Understandably, Microsoft was excited by the possibilities that the Kinect afforded. In particular, they liked the fact that no one else had anything like it. Unfortunately, they got a little too excited. For the Xbox One, Microsoft made the Kinect a mandatory accessory. Every single console would ship with one, and the system would not function–at all–unless a Kinect was attached.

This had a number of consequences. For one thing, it made the console more expensive than it would've been without a Kinect in the box. For another, gamers who didn't like the Kinect–and there were a lot–saw its mandatory inclusion as a negative, not a neutral. Finally, the Kinect was meant to allow people to activate the system with nothing but their voice, by saying "Xbox on." But this also meant that there

was a camera and microphone active all the time in their living room–or, potentially, bedroom. The Kinect ended up being a controversy that hobbled sales and excitement for the Xbox One, rather than heralding the "future of gaming" as Microsoft tried to promote it.

In the end, Microsoft was forced to reduce the Kinect to an optional extra instead of a mandatory feature, which effectively killed all support for the camera in the industry. Very few Kinect-enabled games have been made since.

Always online

As part of the overall Xbox One announcement, Microsoft declared that the system would require a constant connection to the Internet. What did this actually mean? Well, it was complicated. Different features required different levels of connectivity, but even a single-player-only game would require a connection to Microsoft's servers at least once every day. If it could not do so, the Xbox One would brick itself until it could.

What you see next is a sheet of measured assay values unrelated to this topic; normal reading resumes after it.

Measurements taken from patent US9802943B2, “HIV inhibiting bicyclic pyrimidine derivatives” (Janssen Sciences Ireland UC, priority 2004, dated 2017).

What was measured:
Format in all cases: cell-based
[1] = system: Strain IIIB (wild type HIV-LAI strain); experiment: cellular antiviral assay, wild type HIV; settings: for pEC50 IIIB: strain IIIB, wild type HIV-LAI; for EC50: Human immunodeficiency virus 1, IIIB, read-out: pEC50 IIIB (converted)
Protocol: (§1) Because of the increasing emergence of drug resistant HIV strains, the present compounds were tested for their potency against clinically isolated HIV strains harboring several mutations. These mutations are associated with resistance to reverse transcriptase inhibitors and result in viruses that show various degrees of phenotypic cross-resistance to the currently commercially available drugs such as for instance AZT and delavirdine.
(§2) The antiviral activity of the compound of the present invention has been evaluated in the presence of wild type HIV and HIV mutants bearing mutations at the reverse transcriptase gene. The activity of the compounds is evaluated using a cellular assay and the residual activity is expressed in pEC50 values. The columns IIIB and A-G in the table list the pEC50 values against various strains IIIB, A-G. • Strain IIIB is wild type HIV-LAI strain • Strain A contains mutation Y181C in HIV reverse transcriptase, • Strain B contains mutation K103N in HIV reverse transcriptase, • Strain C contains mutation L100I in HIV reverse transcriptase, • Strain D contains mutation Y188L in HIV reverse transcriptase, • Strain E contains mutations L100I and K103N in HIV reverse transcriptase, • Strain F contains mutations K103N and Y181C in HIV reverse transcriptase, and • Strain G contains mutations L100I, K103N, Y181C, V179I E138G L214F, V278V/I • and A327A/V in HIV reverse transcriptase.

This led to a huge backlash among the gamer community. Some players don't live in areas with constant or reliable Internet access; some players lived where there was no access at all, such as a remote military base or rural areas in some countries. Granted, the vast majority of likely Xbox One buyers would have had a constant Internet connection anyway, but Microsoft's callous and confusing attitude towards the whole incident came off as uncaring.

Worse, Sony saw the vulnerability and exploited it. At their own E3 conference debuting the PlayStation 4, the Japanese company proudly announced that no Internet connection would be required. The Xbox One was left looking out of touch.

Sharing games and buying used games

As they developed the Xbox One, Microsoft believed that the future of physical media was dim. In the future, people would just buy games directly from a digital store, download it to their hard drives, and never see a disc in the first place. Microsoft decided to get ahead of the curve and introduce some features that a digital-only world could provide. Most notably, a game tied to a specific Xbox Live account could be downloaded and played on multiple machines, so if you had two houses for instance, your game would be available at both, all the time. This was a feature long-available on PC that would finally be coming to consoles. Neat!

Did Microsoft do this right? Of course not.

Microsoft didn't provide any replacement for a disc's simple ability to be shared between friends. In the Xbox One's proposed system, nobody could borrow a game from anybody–ever. Worse, this meant a complete and total halt to the entire used games market, in which players were free to sell their game discs to a friend or a secondhand retailer. Players vocally declared their support of both: they loved sharing games with friends, and many consumers bought their games used. Microsoft gave no real explanation for why these features were being removed, leaving gamers to assume this was all meant as a way to funnel more money towards Microsoft's digital store, as well as to keep more money flowing directly to game studios, who don't see any profits from used game sales.

Once again, Sony saw the opening, and seized it. At their E3 press conference, they not only affirmed the PlayStation 4's commitment to lending and used games, but put out the above, much-shared video to show, step-by-step, just how to do it on the PS4.